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Whatever resolutions you have made for the coming year—be it the almost ubiquitous objective of losing weight or something more creative—all of them have one thing in common: the desire to feel better than we do right now. We frequently misinterpret this need to feel different as a call to action to acquire more things or improve our appearance, among other things.

What if your objective this year was to alter how you feel and interact with the life you've already built, rather than to change your life? Instead of hurriedly moving on to your next work, what if you could truly recognise and savour moments of happiness and peace? What if you could take your time and react to annoyances intentionally rather than reflexively? What if you could truly appreciate every day and breath you are given, regardless of what happens outside of you? What would it feel like to truly awaken?

One of the Buddha's most important teachings is the Noble Eightfold Path. It is essentially a guide for adopting "the middle method," which the Buddha claimed to be the route to enlightenment and the end of suffering. The Four Noble Truths' descriptions of life's difficulties are addressed by the Eightfold Path, which also provides a method for achieving greater fulfilment in any situation we find ourselves in. Below are the 8 golden principles:


This means accepting reality as it is. It entails having an unbiased understanding of the nature of things. It is our goal to comprehend the Four Noble Truths, the inherent principles that govern everything, including us, and how they benefit us. It entails being able to see our own and the surrounding world's realities clearly.


This notion is being conscious of the mental energy—such as appetites, resentments, and hatreds—that motivates our actions. These emotional sensations are not suppressed or denied; rather, we simply accept their occurrence without allowing them to lead to imprudent or cruel behaviour. Additionally, we actively foster our dedication to acting ethically and seize chances to develop personally.


This guideline entails being mindful of our language and refraining from lying and hurtful statements. It also include our damaging internal dialogue that is judgmental of ourselves.

Adequate action. This has to do with acting in a way that doesn't hurt oneself or other people. This includes not engaging in any murder, theft, or sexual misbehavior.


This has to do with behaving in ways that are non-harmful to self and others. This includes no killing, stealing, or sexual misconduct.


This idea entails being deliberate and moral in our means of subsistence. We don't survive by exploiting the misery or harm of others. This idea aims to lessen the harm we cause to others, as well as to make our lives more peaceful and free from guilt or shame.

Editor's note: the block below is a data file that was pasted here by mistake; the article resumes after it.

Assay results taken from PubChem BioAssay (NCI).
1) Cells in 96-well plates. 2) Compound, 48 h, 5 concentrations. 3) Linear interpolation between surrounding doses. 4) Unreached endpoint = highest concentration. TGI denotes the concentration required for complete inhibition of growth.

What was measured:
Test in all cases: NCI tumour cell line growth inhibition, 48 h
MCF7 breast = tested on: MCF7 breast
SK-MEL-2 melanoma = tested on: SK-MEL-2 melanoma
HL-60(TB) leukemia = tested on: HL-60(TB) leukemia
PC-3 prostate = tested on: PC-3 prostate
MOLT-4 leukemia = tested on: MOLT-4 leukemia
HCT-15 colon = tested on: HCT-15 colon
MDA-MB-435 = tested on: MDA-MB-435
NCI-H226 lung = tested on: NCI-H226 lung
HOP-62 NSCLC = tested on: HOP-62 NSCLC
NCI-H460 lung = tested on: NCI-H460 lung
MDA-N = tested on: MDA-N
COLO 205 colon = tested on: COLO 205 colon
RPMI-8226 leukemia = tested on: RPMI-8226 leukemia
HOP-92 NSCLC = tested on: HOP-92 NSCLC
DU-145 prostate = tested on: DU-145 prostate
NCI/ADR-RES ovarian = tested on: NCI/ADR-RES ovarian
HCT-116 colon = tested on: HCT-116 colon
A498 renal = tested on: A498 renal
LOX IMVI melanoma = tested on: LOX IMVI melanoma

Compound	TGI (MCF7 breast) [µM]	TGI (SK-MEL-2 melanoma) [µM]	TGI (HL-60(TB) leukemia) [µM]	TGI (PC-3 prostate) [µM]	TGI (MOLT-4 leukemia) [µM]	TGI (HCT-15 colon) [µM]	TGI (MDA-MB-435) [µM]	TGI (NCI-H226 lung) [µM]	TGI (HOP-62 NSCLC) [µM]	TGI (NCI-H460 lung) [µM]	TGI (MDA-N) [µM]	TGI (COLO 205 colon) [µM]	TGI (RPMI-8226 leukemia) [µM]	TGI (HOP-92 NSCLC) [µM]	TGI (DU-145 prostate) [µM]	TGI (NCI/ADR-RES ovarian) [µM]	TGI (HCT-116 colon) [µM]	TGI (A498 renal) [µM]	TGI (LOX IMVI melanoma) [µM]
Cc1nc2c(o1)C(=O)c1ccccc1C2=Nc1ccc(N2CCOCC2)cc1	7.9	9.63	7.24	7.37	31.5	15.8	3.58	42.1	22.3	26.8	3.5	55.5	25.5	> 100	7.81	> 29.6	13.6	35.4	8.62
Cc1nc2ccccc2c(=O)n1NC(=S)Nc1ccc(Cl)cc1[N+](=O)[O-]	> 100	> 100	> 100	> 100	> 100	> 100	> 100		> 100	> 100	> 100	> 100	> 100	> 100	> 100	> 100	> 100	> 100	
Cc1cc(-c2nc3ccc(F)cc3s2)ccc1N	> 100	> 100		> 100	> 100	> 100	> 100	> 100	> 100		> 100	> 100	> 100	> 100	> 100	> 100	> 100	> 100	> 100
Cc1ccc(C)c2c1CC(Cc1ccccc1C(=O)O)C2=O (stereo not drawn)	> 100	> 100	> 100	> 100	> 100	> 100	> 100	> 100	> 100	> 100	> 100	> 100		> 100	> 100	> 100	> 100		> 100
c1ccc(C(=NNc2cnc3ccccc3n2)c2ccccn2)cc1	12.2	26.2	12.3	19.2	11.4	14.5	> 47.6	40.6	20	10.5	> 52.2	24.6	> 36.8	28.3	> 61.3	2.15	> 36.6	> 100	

The phrase "right effort" alludes to the idea that in order to nurture goodness in our lives, we must expend effort in the proper amounts and directions. We don't overwork ourselves and burn out, and we're not lazy either. We actively engage in efforts to cultivate traits like joy, equanimity, tranquilly, and concentration while accepting responsibility for our part in the conditions of our lives. We make an effort to do it with delight since it refuels us for the arduous road.


The cornerstone precept of right mindfulness is what makes the other tenets of the eightfold path possible. Being mindful involves paying attention to what is happening in the present moment without bias or judgement. It requires paying close attention to what is going on without being influenced by or affected by past experiences, beliefs, expectations, etc.


The practice of mindfulness and the ability to clearly perceive the nature of your own mind come from meditation. Concentration is the focus on one aspect of the experience if mindfulness is the awareness of everything happening at any given time. This is why, while meditating, we frequently pay attention to our breath or a mantra. Practice with meditation improves our ability to focus, enabling us to complete tasks without becoming sidetracked, and with time, leads to deeper realms of consciousness.

It's not as simple as making a few guidelines for yourself as new year's resolutions to adopt an intention to wake up to your life. It is, however, a much more forgiving procedure because all that is necessary is a commitment to a growth process. More than anything else, it involves a change of perspective. You must comprehend and put all eight of the mindset's tenets into practice in order to properly comprehend its meaning.

BEGIN with "right mindfulness" or "right meditation" if you want to immediately start on the eightfold path. One method for practicing "proper mindfulness" is to perform a quick body scan when you get up and when you go to bed as well as look for opportunities to zone out during the day.

You could begin your "proper meditation" practice with a daily five to ten-minute breath meditation. Both mindfulness and meditation are similar to mental strength training, supporting our ability to comprehend and participate in the other levels. You'll notice that as you go through this process, your focus will automatically become more in the present. Your ability to understand, appreciate, and see your life more clearly will grow. You'll become more assured of your own actions and of your influence on the world. You will feel more at ease and be more engaged with the daily wonders that go place in front of your eyes yet are sometimes easily neglected.


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